Plans have been submitted to demolish The Bourne’s infamous ‘shipping container’ house and replace it with the home originally granted planning permission in 2017.
Michael Conoley Associates submitted the latest plans for 17 Frensham Road to Waverley Borough Council last week, a month after the same council ordered that a home built on the same site without planning permission just three years ago be torn down.
The new plans are identical to those consented by Waverley in 2017 – but not built out – and address the "frailties" highlighted in the council's enforcement notice, says the Farnham-based agent’s planning statement.
It comes after Waverley launched enforcement action in early December against the towering three-storey contemporary home overlooking The Fox pub at 17 Frensham Road, Lower Bourne.
The council’s enforcement notice stated the “unauthorised” dwelling was “unduly prominent, visually dominant, materially harms the character of the street scene and is detrimental to the well-wooded appearance of the immediate and wider area”.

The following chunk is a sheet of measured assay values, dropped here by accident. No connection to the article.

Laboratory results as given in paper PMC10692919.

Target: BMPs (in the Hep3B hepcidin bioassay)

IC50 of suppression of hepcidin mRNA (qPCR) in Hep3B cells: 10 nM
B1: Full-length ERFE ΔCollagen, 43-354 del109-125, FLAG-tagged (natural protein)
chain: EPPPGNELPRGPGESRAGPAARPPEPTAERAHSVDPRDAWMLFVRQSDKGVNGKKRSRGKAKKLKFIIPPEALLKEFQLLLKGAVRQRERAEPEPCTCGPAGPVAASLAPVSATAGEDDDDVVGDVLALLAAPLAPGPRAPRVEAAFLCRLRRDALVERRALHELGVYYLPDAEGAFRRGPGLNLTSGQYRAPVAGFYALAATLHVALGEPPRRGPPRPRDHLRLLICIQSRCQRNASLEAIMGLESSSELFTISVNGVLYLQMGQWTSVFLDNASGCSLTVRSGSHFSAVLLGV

It concluded that the home, all hardstanding, steps and retaining walls must be removed, and the levels of the land restored, within 12 months of the issuing of the notice.
The demolition notice itself came after the Planning Inspectorate rejected an appeal against Waverley’s refusal of retrospective planning permission for the home in November.
The house, on the site of the former 'Cockpit Cottage', occupies a key entrance to Farnham from the south, and has been likened to a pile of shipping containers by its many detractors.
Michael Conoley Associates said in its planning statement accompanying the latest application: "This application proposal is for a dwelling in exactly the same form as the 2017 consented dwelling.
"This application has considered all the frailties highlighted in the council’s decision notice and the inspector’s appeal decision.
"It is also noted that relevant Local Plan policy has not changed in relation to the application site since the granting of consent for the 2017 dwelling and therefore, on the basis of consistency of decision making, consent should be granted.
"In addition, a dwelling (Cockpit Cottage) occupied the site until its demolition in the late 1960s which further underpins the principle of the council’s acceptance that a dwelling in the form of the 2017 consent should be acceptable on this site."